You don't have to complete the mission, though. At any point, you can touch the 'stop mission' button to return to Abel Township ('base'). If you stop (or the app crashes) before completing the mission, next time you start you'll pick up with the next story segment. If you stop after completing it, the game will queue up the next story mission (or give you the option to download it).

You can also touch the 'pause mission' button if you need to stop for a short time (so you don't start being chased by zombies while you wait for the light to change, for example). This will also pause the playback of the story clips or music playing through the game, but will not stop music from external players (unless you paused in the middle of a story clip).

Note that pausing the mission will not stop a zombie chase that's already started!

Base Building

Collecting supplies opens the second part of the game: resource management. In Zombies, Run! 1, supplies were color coded and could be distributed to various areas of Abel to increase their level. As of Zombies, Run! 2, the color of a supply no longer matters, and the system is more complicated, and base-building must be done in the app and not on the website.

Each mission you run in ZR2 and up gives you Supplies (satchel icon) and Materials (wrench icon). You get about 30 Supplies in one hour of running, and each mission you complete initially gives you 3 Materials. Re-running the mission gives you 2 materials for your second time, and 1 Material for your third. You will receive no materials for any plays beyond that, but you can still collect supplies. Materials are awarded for story missions only - Radio, Supply, and Airdrop missions will only give Supplies.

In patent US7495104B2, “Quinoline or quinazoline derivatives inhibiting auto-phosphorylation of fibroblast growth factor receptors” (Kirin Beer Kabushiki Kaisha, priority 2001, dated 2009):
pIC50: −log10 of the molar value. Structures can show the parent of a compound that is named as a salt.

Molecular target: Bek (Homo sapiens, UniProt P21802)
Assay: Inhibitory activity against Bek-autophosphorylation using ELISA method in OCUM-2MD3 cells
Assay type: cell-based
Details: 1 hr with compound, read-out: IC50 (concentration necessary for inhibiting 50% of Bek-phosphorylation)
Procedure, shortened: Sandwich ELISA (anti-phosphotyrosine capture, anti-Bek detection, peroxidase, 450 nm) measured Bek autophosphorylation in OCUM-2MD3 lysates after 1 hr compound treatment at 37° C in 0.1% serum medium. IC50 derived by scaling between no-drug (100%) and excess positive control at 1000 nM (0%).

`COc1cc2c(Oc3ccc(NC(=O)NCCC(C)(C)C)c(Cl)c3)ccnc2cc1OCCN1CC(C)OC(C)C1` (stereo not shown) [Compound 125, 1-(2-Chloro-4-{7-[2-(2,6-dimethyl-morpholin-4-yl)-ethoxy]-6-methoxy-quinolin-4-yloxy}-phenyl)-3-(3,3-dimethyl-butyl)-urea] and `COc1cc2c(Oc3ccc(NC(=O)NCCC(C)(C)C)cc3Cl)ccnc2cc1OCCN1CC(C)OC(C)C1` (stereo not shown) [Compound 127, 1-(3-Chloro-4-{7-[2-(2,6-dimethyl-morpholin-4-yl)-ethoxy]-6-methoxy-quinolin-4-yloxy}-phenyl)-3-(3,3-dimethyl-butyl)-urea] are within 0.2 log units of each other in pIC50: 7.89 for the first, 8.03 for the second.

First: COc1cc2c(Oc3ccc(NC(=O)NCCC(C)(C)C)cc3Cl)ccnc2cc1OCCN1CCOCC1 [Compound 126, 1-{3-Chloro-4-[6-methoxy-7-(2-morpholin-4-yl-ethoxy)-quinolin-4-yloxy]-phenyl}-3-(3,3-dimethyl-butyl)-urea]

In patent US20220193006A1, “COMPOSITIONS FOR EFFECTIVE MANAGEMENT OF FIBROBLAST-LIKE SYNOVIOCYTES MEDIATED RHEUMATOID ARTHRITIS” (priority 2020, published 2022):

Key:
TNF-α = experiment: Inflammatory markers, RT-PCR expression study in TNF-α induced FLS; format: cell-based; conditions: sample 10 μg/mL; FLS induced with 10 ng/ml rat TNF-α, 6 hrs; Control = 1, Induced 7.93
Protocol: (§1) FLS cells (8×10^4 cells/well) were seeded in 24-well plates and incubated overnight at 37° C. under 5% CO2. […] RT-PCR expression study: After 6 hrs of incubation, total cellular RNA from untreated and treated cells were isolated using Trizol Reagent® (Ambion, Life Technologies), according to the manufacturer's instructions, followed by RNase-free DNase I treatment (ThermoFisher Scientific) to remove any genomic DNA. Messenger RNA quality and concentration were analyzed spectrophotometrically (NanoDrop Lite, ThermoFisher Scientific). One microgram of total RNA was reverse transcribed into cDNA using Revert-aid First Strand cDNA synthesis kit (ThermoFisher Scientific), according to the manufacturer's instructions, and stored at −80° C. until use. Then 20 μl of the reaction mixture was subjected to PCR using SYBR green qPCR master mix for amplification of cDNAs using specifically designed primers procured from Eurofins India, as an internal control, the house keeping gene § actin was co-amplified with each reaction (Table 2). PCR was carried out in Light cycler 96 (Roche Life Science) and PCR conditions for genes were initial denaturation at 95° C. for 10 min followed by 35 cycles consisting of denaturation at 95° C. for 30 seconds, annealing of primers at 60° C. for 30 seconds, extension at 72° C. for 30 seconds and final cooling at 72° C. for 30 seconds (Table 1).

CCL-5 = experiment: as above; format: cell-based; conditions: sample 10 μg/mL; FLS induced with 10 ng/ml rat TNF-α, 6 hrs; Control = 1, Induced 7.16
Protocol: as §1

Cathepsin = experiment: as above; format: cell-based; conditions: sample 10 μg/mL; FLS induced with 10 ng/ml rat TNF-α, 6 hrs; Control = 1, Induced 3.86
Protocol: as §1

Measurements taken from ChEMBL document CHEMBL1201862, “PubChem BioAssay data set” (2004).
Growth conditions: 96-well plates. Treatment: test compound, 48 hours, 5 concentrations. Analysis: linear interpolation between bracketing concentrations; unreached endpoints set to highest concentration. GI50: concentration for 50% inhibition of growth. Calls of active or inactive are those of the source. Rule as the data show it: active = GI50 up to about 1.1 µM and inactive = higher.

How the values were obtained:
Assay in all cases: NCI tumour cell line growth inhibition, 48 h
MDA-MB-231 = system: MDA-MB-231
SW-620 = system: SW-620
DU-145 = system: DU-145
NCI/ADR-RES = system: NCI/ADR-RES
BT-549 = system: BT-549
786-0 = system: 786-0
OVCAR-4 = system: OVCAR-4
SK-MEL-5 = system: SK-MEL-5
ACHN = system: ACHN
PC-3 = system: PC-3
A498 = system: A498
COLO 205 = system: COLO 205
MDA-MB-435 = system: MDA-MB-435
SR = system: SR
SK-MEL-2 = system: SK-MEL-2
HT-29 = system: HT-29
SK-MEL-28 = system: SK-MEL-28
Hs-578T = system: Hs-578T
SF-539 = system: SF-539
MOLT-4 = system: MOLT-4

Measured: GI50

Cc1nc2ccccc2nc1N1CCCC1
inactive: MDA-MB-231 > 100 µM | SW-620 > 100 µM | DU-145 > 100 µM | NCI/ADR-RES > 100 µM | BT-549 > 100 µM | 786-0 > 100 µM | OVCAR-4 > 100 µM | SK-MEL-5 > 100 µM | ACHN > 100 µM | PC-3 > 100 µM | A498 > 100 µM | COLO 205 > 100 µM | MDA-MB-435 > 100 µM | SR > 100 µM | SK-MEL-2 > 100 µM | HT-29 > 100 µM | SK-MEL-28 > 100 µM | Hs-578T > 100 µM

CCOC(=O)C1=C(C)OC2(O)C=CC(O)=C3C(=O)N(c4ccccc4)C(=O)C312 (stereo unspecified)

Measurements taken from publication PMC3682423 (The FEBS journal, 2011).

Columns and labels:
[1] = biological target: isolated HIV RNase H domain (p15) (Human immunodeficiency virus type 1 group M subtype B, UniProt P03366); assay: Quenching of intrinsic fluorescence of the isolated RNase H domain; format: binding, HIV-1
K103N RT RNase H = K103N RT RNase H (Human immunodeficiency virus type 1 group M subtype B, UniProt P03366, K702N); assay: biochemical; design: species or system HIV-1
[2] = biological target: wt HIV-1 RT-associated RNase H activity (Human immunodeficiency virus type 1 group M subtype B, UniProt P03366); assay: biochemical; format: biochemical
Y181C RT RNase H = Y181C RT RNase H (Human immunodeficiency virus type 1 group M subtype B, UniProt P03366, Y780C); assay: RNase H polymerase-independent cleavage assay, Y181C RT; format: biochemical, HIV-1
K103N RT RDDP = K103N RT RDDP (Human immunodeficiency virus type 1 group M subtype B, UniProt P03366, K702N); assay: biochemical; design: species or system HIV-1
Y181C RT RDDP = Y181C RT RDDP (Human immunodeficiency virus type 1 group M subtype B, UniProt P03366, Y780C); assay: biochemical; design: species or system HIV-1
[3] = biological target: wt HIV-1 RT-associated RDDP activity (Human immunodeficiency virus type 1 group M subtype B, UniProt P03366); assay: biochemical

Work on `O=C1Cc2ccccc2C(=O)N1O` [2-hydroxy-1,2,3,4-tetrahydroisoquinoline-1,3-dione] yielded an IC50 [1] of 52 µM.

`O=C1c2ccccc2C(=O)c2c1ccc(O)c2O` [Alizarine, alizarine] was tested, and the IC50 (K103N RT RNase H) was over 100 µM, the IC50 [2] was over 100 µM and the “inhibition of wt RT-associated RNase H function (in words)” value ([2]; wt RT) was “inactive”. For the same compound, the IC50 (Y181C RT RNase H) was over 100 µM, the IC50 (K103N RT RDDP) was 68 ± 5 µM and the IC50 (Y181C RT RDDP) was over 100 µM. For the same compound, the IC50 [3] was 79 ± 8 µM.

From the "Base" tab, you're able to see the current state of Abel, with several statistics about it:

  • Population and Population Cap: The numbers by the person icon represent population and maximum population, where the number on the left is population, and the number on the right is your population cap.
  • Defense: This is the shield icon and represents how well the base is able to defend itself from constant zombie attacks.
  • Morale: The smiley face represents how happy Abel’s residents are.
  • Supplies: How many Supplies you have.
  • Materials: How many Materials you have.

Once on the Base tab, you can expand the borders of Abel, build new buildings, upgrade existing ones, and build add-ons for existing ones. You'll need both supplies and materials to build buildings on your base. Each building (or upgrade) will tell you how much it costs in the upper right corner, for example, 10 Supplies and 1 Material to build the Communications Shack. Certain buildings have requirements for building them, such as a specific Defense rating to meet, or a specific Population to have. Once placed, buildings can be demolished for 75% of all the materials spent on building, upgrading, and adding-on to them.

Upgrades increase the level of a building, and they also have requirements to meet before you can get them. Add-ons increase certain aspects of the building, like a boost to Morale or Defense. Certain add-ons can be unlocked by finishing missions.